BINGHAM – While several Maine environmental groups have embraced a proposed 62-turbine wind farm here, some still continue to oppose the project and could continue efforts to stop it, despite newly won approval for the wind farm from the Maine Department of Environmental Protection.
The Bingham Wind Project, which is proposed by Boston-based First Wind, was granted a land use permit by the department on Monday, one of the final steps needed before construction can start.
Meanwhile, three environmental advocacy groups – the Sierra Club, Conservation Law Foundation and Environment Maine – announced their support for the project Tuesday in a joint news release. If built, the Bingham project would be the largest wind farm in the state. Work could start sometime this winter, project officials say.
“Sierra Club is committed both to protecting Maine’s wilderness and transitioning away from dangerous fossil fuel dependency to a cleaner energy economy based on efficiency and renewable power like wind and solar,” Sierra Club Maine Chapter Director Glen Brand said in the release. “We understand that if we are to reach our vision of a 100 percent clean energy future in time to mitigate the worst effects of climate change for future generations, we must strike a sometimes difficult balance between clean energy production and environmental protection, and we believe that the Bingham project strikes this balance.”
Other activist groups, such as Friends of Maine’s Mountains and the Citizens Task Force on Wind Energy, continue to oppose the project. The groups can move to delay and eventually block the project by filing an appeal either with the Maine Supreme Judicial Court or the department’s Board of Environmental Protection.
Friends of Maine Mountains will appeal the decision to award the project a permit if the group can raise enough money, said Chris O’Neil, president of the Weld-based group, which opposes wind energy. The group’s top points of opposition are the financial risk of investing in wind energy and lack of a plan for dismemberment of wind farms should they become obsolete or the equipment becomes outdated.
“We absolutely want to prevent this senseless wind project,” O’Neil said. “Destroying almost 20 miles of ridge-line at a cost of $400 million, only to gain a fraction of 1 percent unnecessary electricity, is a ridiculous trade-off and a brutal travesty.”
The wind farm’s construction is subject to a number of conditions set down by the DEP in its decision, including that the company must provide evidence of financial ability to construct, operate and maintain the wind farm, which is estimated to cost about $398 million.
According to the 55-page decision, which details the process of review and conditions of the permit, the department has been told about concerns about First Wind’s capacity to finance the project in light of a recent Maine Supreme Judicial Court decision that tossed out a financial partnership between First Wind and Emera, a Nova Scotia-based energy company. The court eventually vacated the ruling after the Maine Public Utilities Commission adopted additional conditions on the partnership intended to prevent the companies from monopolizing wind power and granted its approval.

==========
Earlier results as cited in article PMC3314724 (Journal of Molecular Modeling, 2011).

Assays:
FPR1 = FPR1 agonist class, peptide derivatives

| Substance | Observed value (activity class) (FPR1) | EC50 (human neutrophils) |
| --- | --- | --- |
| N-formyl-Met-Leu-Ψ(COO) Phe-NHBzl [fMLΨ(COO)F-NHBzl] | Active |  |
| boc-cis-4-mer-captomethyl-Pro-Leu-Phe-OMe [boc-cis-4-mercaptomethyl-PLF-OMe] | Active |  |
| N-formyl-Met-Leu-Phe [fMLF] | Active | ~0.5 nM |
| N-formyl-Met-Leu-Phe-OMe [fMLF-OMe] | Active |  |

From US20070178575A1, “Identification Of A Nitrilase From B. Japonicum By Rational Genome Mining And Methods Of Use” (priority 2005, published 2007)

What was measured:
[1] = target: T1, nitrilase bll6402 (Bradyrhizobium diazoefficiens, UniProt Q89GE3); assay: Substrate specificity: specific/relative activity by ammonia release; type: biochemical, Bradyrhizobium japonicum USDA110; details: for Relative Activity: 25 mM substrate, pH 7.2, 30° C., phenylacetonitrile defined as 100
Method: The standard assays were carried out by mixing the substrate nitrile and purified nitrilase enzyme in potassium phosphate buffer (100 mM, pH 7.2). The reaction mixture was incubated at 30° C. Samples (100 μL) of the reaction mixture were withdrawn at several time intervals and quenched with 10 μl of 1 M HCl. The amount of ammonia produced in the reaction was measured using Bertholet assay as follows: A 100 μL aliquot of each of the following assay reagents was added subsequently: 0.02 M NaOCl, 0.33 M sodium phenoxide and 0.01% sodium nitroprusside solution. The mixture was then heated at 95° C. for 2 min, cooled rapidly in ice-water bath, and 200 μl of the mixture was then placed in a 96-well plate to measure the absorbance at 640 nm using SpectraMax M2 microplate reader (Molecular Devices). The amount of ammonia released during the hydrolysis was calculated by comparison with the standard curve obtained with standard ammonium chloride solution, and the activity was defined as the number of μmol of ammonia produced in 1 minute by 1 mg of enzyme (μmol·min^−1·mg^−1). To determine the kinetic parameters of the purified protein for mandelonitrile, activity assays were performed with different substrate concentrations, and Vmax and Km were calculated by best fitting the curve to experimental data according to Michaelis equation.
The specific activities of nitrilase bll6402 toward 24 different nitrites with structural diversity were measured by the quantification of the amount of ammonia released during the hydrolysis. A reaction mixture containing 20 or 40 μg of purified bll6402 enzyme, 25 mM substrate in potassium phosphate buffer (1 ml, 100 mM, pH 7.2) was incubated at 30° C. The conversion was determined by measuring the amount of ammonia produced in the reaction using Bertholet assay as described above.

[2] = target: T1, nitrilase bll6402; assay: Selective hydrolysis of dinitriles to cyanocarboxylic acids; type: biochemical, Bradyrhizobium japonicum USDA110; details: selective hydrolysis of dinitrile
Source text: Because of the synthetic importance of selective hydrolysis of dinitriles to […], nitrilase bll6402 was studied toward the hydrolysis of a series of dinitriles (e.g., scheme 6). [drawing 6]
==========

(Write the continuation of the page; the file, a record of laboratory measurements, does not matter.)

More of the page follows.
“First Wind has an excellent track record of securing financing for our projects, having raised more than $800 million for our six Maine projects alone,” John Lamontagne, a spokesman for First Wind, said in an email Tuesday. “We expect that we will secure financing in the near future.”
If all goes well, he said, the company hopes to start construction on the project this winter. The company still is awaiting a permit from the Army Corps of Engineers, which also is needed before construction can start.
In 2011, the group unsuccessfully appealed the construction of the Saddleback Ridge Wind Project, a 12-turbine wind farm in Carthage that is now under construction by the Patriot Renewables group.
“One of the many disadvantages citizens have under Maine wind law is that wind development companies can out-lawyer and out-expert us because of their deep pockets,” O’Neil said. “It’s no small undertaking to appeal one of these permits.”
In February, the Appalachian Mountain Club, the Maine Appalachian Trail Club and the Appalachian Trail Conservancy dropped opposition to the Bingham project after Blue Sky West, a subsidiary of First Wind, donated $700,000 to the creation of a conservation easement along the Appalachian Trail.
A portion of the trail falls within eight miles of the project, the threshold the department uses to evaluate scenic impact, but because there were no “designated scenic viewpoints along this portion of the trail … the applicants concluded that the project should not have an unreasonable adverse effect on the scenic character of the Appalachian Trail,” according to the decision.
In addition, the DEP said in its decision that the department received a number of comments throughout the review process from members of the public concerned with the scenic impact in areas not designated as having state or national significance.
“The majority of the comments received regarding the scenic character of the project had to do with the impact of the project on Kingsbury Pond and other ponds in the area that do not meet the definition of state or national significance,” reads the decision. “In addition, the department heard concerns about the potential scenic impact to interested parties’ houses and private properties. However, these also do not meet the definition of scenic and national significance and are not regulated under the Maine Wind Energy Act.”
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